Histamine antagonist

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A histamine antagonist or antihistamine binds to histamine receptors without activating a cell surface receptor, thus preventing histamine or histamine agonists from acting on the cell. There are multiple types of histamine receptors, so different histamine antagonists have different effects.

H1 receptors arewidely associated with allergic reactions, including on the skin and in the airways. Both H1 and H2 have been found in the airway of rhesus momkeys[1]

Histamine1 antagonists

In common usage, "antihistamine" refers to a H1 antagonist, which primarily is responsible for inflammation in the respiratory system, on the skin, and other conditions associated with "allergy". Diphenhydramine is a common example of the class; while available as a generic, it is known by the trade name Benadryl in the U.S., and Gravol in Canada.

The first drugs of the group, such as dimenhydrinate, were introduced as antiemetics for motion sickness. They were administered, on a large-scale basis, to the invasion force for the Battle of Normandy; it has been said that they saved the battle by preventing seasickness. [2] Dimenhydrinate has not been studied in allergy, but diphenhydramine is a common antiemetic in Canadian practice as well as used worldwide for allergy.

First-generation antihistamines

Introduced for motion sickness, and then found useful for allergy, the prototype for this class of drug is diphenhydramine.[3] In general, these drugs are considered sedating, although a given member of the class may or may not sedate a specific person.

Second-generation antihistamines

The distinguishing characteristic of this group is that they rarely are sedating. While the group considered quite safe, and the first member, terfenadine, was actively being considered being changed, in the U.S., from prescription to over-the-counter status, a cluster of a serious and fatal arrythmias, torsade de pointes was found. The effect sometimes only appeared after years of use, or when other drugs or foods such as large amounts of grapefruit, were ingested. Terfenadine was a prodrug for the actual H1 blocker, fexofenadine.

Fexofenadine itself, which is now available in pure form, is quite safe. Accumulations of terfenadine, however, could be toxic to the heart.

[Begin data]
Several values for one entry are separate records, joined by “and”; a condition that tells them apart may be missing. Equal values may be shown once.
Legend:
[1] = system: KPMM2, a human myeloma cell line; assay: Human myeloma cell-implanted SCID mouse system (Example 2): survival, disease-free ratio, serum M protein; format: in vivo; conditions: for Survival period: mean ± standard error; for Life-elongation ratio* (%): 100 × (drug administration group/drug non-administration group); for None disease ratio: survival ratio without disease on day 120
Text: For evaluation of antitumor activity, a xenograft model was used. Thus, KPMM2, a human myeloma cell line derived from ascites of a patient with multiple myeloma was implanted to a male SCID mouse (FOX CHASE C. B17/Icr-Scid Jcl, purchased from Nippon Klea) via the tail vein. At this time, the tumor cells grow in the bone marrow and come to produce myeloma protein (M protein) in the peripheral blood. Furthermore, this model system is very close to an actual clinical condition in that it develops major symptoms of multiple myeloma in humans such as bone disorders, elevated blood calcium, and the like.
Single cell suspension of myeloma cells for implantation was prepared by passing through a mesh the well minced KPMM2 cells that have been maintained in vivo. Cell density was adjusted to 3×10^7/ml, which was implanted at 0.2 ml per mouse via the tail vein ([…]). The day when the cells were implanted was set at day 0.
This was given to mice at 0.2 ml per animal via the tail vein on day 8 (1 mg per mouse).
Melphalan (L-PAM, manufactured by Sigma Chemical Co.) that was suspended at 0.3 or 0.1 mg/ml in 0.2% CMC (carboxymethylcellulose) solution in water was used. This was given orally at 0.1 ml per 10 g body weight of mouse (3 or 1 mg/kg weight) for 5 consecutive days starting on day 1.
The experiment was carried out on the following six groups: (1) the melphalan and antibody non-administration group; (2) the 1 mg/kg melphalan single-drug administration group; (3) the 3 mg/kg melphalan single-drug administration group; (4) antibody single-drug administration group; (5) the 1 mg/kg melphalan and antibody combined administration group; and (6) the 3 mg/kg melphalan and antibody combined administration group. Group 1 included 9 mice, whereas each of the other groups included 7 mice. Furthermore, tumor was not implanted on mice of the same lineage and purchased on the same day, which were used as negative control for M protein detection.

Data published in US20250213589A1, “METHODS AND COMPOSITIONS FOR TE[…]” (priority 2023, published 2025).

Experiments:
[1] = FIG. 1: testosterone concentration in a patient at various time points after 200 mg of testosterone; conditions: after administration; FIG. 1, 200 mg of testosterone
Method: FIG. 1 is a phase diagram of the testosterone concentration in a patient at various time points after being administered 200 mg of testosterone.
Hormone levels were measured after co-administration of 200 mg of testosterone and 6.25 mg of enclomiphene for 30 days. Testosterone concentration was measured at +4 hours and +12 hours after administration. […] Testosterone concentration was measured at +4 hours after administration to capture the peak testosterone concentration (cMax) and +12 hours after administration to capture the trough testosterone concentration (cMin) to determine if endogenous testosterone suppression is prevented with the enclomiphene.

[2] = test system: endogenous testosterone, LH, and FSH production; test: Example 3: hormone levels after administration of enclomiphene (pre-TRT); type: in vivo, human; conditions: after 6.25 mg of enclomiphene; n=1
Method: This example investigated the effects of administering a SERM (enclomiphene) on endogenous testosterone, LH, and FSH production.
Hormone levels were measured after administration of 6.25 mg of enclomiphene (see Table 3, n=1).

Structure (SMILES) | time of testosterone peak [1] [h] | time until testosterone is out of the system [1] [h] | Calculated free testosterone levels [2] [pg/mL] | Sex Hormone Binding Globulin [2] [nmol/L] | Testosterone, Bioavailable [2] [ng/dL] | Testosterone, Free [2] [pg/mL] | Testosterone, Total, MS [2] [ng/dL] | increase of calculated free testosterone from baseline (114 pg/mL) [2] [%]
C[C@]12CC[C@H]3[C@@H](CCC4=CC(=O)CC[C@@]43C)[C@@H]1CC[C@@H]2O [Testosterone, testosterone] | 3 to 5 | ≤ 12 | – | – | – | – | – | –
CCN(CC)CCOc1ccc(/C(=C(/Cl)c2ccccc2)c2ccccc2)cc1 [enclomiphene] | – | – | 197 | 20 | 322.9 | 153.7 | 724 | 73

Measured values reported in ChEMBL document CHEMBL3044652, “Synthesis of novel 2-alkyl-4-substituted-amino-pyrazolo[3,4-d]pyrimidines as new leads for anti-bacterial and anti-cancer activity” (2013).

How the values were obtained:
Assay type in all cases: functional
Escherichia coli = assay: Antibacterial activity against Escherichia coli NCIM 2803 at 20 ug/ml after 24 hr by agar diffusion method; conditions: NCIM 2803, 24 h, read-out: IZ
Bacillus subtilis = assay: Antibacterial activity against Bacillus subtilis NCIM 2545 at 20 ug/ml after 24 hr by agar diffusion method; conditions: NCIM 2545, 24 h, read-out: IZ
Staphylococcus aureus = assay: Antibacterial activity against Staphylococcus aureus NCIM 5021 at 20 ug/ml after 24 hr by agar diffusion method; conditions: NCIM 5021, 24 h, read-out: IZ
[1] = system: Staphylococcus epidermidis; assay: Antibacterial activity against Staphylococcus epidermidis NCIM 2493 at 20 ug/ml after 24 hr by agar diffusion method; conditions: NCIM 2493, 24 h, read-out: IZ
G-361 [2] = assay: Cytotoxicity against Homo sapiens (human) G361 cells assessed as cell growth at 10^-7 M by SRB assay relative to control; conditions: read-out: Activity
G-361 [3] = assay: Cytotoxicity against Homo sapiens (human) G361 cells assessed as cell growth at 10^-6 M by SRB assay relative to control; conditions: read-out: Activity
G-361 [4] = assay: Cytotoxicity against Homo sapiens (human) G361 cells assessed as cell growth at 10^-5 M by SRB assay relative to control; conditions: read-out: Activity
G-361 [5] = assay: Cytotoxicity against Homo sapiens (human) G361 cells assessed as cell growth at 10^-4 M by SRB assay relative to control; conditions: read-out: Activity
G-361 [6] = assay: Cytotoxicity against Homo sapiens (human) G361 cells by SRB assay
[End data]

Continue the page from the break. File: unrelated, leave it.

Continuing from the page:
Histamine2 antagonists

For more information, see: Histamine H2 antagonist.

Drugs in this class, such as ranitidine or famotidine, are most often used in the treatment of gastric hyperacidity and ulcers. They complement the role of proton pump antagonists such as omeprazole. [4]

They do have a relaxing effect on smooth muscle, which makes them useful in bronchospasm and other respiratory emergencies.

All members of the group have shown central nervous system toxicity, although it is rare. [5] is the inhibition of acid secretion in the treatment of gastrointestinal ulcers. Smooth muscle may also be affected. Some drugs in this class have strong effects in the central nervous system, but these actions are not well understood.

Histamine3 antagonists

H3 are inhibitory autoreceptors on histamine-containing nerve terminals and have since been shown to regulate the release of several neurotransmitters in the central and peripheral nervous systems. While they are still in the preclinical stage, possible applications include treatment of obesity, attention deficit disorder with hyperactivity, dementias, schizophrenia, and sleep disorders.[6]

References

  1. Greenberger P, Harris K, Patterson R., "The effect of histamine-1 and histamine-2 antagonists on airway responses to histamine in the rhesus monkey.", J Allergy Clin Immunol. 1979 Sep;64(3):189-96
  2. "Dramamine Oral", Medscape Drug Reference
  3. "Diphenhydramine HCl Oral", Medscape Drug Reference
  4. "Famotidine Oral", Medscape Drug Reference
  5. Cantú TG, Korek JS (1991 Jun 15), "Central nervous system reactions to histamine-2 receptor blockers", Ann Intern Med. 114(12): 1027-34
  6. Esbenshade TA, Fox GB, Cowart MD. (2006 Apr), "Histamine H3 receptor antagonists: preclinical promise for treating obesity and cognitive disorders.", Mol Interv. (2): 77-88, 59.